Life in the Court of Matane by Éric Dupont

by Sunita

Note: This review was first posted at Goodreads.

I hadn’t heard of Éric Dupont until his most recently translated novel, Songs for the Cold of Heart, was long- and then short-listed for the 2018 Giller Prize, which is my loss. I had planned to read that first, but then I discovered this novel, which precedes and foreshadows it. I suppose Life in the Court of Matane counts as autofiction, because it is very much the author telling us his story (neither the narrator nor his sister are ever named), but it doesn’t read like a lot of the autofiction I’ve been reading over the last couple of years. Oh, it’s definitely a coming-of-age story that is still very alive for the author/narrator, but the Éric of today recedes and is less important than the Éric of then. That’s not always a feeling I get from autofiction.

The book is divided into several large sections, each named for an animal (the original French title is Bestiaire), and each animal represents both an experience and a life lesson. The English title refers to the family and its life in various towns on the Gaspé Peninsula, with Matane being the one in which they live longest during this period. The Court of Matane is presided over by Éric’s father, who is referred to as Henry VIII, and his common-law wife, Anne Boleyn. Éric’s mother, who is of course Catherine of Aragon, is present in the early sections but then vanishes when Anne appears because Henry refuses to let his children utter her name, let alone visit her. Anne is strict but not completely unloving, while Henry is volatile and self-centered. The depictions of this working-class, ordinary family are presented through metaphors of court life, and it works brilliantly. It reminded me how much adults can be despots to children, and how much children are subjects in the adult world, completely at their mercy. When the adults are loving and generous the way Éric’s grandparents are, life is wonderful. When they’re not, such as when Henry VIII drinks excessively or Anne refuses to treat the children as the siblings they are to her new baby, life is harsh.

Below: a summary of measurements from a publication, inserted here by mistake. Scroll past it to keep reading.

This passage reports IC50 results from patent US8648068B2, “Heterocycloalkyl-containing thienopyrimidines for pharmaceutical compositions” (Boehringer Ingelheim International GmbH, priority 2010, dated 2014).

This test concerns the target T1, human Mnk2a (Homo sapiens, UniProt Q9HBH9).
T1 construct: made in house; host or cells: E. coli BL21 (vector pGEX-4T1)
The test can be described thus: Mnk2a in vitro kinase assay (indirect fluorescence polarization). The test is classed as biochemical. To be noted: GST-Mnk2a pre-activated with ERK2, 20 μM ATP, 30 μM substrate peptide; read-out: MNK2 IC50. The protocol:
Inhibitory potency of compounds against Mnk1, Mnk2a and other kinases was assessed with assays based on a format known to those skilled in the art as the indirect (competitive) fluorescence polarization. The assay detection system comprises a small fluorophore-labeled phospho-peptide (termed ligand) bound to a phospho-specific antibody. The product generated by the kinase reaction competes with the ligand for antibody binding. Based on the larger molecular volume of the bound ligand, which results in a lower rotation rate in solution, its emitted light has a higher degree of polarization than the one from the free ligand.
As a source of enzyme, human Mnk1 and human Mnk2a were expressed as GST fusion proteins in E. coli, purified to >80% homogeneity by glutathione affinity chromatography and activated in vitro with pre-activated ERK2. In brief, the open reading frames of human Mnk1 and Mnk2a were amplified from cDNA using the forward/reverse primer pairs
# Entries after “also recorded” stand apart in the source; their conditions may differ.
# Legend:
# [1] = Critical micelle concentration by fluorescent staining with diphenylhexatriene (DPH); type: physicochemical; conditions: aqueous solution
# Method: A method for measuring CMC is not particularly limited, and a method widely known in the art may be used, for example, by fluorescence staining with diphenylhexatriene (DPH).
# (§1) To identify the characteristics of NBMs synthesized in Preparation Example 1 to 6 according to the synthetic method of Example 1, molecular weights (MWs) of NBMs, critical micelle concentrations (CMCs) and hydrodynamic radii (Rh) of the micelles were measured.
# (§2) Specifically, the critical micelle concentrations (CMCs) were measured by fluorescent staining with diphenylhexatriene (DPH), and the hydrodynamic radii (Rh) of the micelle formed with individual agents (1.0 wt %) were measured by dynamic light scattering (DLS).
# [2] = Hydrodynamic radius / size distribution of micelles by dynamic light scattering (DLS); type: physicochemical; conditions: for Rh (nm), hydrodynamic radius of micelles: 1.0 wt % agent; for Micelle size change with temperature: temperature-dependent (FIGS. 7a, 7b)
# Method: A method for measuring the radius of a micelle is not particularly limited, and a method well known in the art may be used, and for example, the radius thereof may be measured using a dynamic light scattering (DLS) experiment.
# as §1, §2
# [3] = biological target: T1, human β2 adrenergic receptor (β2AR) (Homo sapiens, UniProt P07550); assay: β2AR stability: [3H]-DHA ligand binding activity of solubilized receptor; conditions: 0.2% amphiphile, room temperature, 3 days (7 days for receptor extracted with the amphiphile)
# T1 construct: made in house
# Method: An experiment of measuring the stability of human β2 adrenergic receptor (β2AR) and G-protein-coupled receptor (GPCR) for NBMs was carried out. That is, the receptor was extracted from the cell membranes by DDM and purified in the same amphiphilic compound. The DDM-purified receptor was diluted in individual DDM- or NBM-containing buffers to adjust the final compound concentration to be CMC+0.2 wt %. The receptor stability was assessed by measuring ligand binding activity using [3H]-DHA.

And of course, these relationships extend beyond the family. In the Catholic Church dominated world of rural Quebec, the nuns and priests exert considerable control over the children too. And relations among the children reflect adult hierarchies: Henry VIII is a policeman, which makes him suspicious in the eyes of the village folk, and that suspicion structures the children’s relationships with their peers. Éric himself is imaginative, fascinated by both the natural and human world around him, and of course that makes him an outsider and target of the schoolyard bullies. He dreams of escape.

I’m making this sound like a downer of a book, which it absolutely is not. The tone is frequently extremely funny, from dry asides to extended humorous set pieces. But it’s also unflinching in its depiction of sadness and injustice. What made it so effective and so heartbreaking at times was that Dupont can pivot on a dime and go from one to the other in a paragraph. You’re reading along, enjoying a light, humorous story, and then there’s a punch to the solar plexus. I occasionally had to put the novel down and take a break. Nothing is graphic, but that’s part of what makes it work so well, in my opinion.

I read a few reviews (there are not nearly enough given how good this book is) and some remarked on how this was very much a book about Quebec in the 1970s/1980s, and that it might be confusing to outsiders. I didn’t have any trouble getting immersed in the world, and my knowledge about French Canada is pathetic; I appreciated not having things spelled out for me. Some things are pretty universal after all, and if I missed the significance of certain symbols or events, it didn’t diminish my pleasure.

French-Canadian literature is much less well covered and discussed than Anglophone CanLit. I’m so glad I found Dupont’s work.